Postprint version. Published in Environmental Science and Technology, Volume 46, Issue 16, July 20, 2012, pages 9155-9162.
NOTE: At the time of publication, the author Yi-Wen Chiu was not yet affiliated with Cal Poly.
The definitive version is available at https://doi.org/10.1021/es3002162.
While agricultural residue is considered as a near-term feedstock option for cellulosic biofuels, its sustainability must be evaluated by taking water into account. This study aims to analyze the county-level water footprint for four biofuel pathways in the United States, including bioethanol generated from corn grain, stover, wheat straw, and biodiesel from soybean. The county-level blue water footprint of ethanol from corn grain, stover, and wheat straw shows extremely wide variances with a national average of 31, 132, and 139 L of water per liter biofuel (Lw/Lbf), and standard deviation of 133, 323, and 297 Lw/Lbf, respectively. Soybean biodiesel production results in a blue water footprint of 313 Lw/Lbf on the national average with standard deviation of 894 Lw/Lbf. All biofuels show a greater green water footprint than the blue one. This work elucidates how diverse spatial resolutions affect biofuel water footprints, which can provide detailed insights into biofuels’ implications on local water sustainability.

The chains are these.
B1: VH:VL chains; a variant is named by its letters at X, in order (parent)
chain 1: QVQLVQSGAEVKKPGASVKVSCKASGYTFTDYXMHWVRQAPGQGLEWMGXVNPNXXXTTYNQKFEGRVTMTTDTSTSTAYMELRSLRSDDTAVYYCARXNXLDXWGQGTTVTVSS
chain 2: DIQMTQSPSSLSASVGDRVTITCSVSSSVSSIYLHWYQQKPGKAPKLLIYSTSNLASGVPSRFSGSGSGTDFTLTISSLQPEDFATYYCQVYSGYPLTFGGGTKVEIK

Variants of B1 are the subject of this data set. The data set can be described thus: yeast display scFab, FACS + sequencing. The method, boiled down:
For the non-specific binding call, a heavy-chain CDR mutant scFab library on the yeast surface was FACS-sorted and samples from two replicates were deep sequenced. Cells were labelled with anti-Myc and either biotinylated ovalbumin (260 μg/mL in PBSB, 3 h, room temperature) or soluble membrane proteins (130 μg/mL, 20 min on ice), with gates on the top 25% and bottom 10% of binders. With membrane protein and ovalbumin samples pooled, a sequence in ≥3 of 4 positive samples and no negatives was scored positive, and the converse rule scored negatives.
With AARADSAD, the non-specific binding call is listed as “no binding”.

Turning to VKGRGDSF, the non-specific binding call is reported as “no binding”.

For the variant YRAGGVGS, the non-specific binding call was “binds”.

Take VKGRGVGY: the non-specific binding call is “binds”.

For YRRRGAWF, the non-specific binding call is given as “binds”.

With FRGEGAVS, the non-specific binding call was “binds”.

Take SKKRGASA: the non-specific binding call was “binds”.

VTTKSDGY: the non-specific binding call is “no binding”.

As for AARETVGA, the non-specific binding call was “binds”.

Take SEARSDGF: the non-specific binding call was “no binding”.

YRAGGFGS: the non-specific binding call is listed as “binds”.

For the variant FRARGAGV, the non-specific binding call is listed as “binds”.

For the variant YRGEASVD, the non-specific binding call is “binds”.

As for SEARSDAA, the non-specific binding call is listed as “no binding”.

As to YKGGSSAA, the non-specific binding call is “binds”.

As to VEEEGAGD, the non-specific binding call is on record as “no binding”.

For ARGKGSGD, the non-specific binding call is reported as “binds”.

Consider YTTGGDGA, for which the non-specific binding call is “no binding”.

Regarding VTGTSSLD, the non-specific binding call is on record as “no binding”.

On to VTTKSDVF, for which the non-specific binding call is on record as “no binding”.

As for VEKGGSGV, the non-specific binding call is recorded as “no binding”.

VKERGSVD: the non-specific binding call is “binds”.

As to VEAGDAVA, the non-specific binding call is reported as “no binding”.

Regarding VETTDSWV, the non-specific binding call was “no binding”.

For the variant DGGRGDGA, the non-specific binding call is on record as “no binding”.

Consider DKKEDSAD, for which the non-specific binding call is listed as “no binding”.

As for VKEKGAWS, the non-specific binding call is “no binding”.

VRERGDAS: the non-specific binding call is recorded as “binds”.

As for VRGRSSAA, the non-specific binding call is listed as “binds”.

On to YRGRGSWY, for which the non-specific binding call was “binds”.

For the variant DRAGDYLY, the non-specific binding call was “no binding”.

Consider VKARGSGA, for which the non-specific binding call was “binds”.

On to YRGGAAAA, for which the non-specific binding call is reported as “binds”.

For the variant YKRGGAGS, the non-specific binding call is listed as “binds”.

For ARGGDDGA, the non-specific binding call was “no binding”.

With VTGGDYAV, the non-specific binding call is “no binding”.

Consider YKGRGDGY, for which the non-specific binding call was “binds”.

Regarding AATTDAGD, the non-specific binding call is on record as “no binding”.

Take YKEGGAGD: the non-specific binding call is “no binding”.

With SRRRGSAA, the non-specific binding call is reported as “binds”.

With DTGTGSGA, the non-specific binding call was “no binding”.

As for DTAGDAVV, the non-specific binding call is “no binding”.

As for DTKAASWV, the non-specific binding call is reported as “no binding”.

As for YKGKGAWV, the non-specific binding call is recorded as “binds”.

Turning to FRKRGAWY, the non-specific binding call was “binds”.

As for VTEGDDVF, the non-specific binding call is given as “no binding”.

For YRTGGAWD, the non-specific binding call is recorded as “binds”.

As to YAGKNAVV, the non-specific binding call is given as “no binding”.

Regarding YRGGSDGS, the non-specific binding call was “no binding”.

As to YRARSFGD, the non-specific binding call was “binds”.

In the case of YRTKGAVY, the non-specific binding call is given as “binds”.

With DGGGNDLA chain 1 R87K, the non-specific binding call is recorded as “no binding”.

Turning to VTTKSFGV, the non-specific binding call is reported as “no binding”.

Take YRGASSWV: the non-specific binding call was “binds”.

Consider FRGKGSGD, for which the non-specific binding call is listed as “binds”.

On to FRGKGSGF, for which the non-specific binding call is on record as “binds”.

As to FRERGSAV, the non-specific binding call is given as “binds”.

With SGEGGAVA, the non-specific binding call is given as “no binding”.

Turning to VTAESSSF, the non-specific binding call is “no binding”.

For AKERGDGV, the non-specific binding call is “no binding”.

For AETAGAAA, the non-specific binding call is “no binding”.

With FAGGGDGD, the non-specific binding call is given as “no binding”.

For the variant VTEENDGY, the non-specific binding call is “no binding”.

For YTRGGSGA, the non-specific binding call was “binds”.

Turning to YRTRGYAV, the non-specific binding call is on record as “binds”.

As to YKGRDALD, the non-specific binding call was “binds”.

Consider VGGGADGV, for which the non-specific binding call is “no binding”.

2012 ACS Publications.